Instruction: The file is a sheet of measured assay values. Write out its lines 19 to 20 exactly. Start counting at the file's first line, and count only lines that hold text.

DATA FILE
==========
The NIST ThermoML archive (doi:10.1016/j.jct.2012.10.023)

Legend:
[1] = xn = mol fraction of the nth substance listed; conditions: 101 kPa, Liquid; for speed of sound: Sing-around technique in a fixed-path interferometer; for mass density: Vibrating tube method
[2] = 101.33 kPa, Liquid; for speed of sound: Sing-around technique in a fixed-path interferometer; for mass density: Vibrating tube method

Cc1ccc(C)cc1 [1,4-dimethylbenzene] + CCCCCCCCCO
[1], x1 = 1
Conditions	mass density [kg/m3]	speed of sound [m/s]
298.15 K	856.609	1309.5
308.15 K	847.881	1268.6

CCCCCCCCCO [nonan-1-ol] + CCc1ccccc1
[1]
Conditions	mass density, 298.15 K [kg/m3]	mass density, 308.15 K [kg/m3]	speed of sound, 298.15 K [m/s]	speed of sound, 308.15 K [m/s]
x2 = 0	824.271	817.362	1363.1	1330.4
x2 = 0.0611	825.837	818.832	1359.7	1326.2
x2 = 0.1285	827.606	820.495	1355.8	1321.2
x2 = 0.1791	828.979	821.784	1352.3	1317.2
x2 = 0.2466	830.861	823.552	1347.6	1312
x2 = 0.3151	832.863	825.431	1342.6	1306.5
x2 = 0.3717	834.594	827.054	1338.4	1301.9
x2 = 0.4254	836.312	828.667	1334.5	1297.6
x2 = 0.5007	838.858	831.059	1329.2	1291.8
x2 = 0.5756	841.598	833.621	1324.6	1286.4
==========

x2 = 0.3717	834.594	827.054	1338.4	1301.9
x2 = 0.4254	836.312	828.667	1334.5	1297.6